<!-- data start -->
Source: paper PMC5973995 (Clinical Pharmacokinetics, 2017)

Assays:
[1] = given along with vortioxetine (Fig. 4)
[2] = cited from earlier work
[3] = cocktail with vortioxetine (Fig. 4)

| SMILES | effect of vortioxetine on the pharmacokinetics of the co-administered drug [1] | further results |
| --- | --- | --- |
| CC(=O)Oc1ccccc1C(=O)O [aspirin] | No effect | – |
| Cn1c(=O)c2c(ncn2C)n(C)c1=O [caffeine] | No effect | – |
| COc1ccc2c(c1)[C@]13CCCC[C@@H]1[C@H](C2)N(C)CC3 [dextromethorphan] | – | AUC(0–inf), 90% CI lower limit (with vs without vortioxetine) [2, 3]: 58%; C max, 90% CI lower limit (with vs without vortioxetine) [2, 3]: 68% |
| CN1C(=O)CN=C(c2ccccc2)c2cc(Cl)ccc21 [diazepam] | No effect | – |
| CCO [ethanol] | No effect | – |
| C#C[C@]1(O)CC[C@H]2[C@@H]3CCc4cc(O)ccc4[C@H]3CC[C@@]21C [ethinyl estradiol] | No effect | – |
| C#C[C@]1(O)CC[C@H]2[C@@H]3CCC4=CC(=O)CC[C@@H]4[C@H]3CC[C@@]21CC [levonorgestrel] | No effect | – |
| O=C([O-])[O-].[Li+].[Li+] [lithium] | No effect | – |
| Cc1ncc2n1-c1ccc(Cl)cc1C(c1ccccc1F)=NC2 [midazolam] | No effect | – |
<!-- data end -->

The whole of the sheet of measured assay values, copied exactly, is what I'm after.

Source: paper PMC5973995 (Clinical Pharmacokinetics, 2017)

Assays:
[1] = given along with vortioxetine (Fig. 4)
[2] = cited from earlier work
[3] = cocktail with vortioxetine (Fig. 4)

| SMILES | effect of vortioxetine on the pharmacokinetics of the co-administered drug [1] | further results |
| --- | --- | --- |
| CC(=O)Oc1ccccc1C(=O)O [aspirin] | No effect | – |
| Cn1c(=O)c2c(ncn2C)n(C)c1=O [caffeine] | No effect | – |
| COc1ccc2c(c1)[C@]13CCCC[C@@H]1[C@H](C2)N(C)CC3 [dextromethorphan] | – | AUC(0–inf), 90% CI lower limit (with vs without vortioxetine) [2, 3]: 58%; C max, 90% CI lower limit (with vs without vortioxetine) [2, 3]: 68% |
| CN1C(=O)CN=C(c2ccccc2)c2cc(Cl)ccc21 [diazepam] | No effect | – |
| CCO [ethanol] | No effect | – |
| C#C[C@]1(O)CC[C@H]2[C@@H]3CCc4cc(O)ccc4[C@H]3CC[C@@]21C [ethinyl estradiol] | No effect | – |
| C#C[C@]1(O)CC[C@H]2[C@@H]3CCC4=CC(=O)CC[C@@H]4[C@H]3CC[C@@]21CC [levonorgestrel] | No effect | – |
| O=C([O-])[O-].[Li+].[Li+] [lithium] | No effect | – |
| Cc1ncc2n1-c1ccc(Cl)cc1C(c1ccccc1F)=NC2 [midazolam] | No effect | – |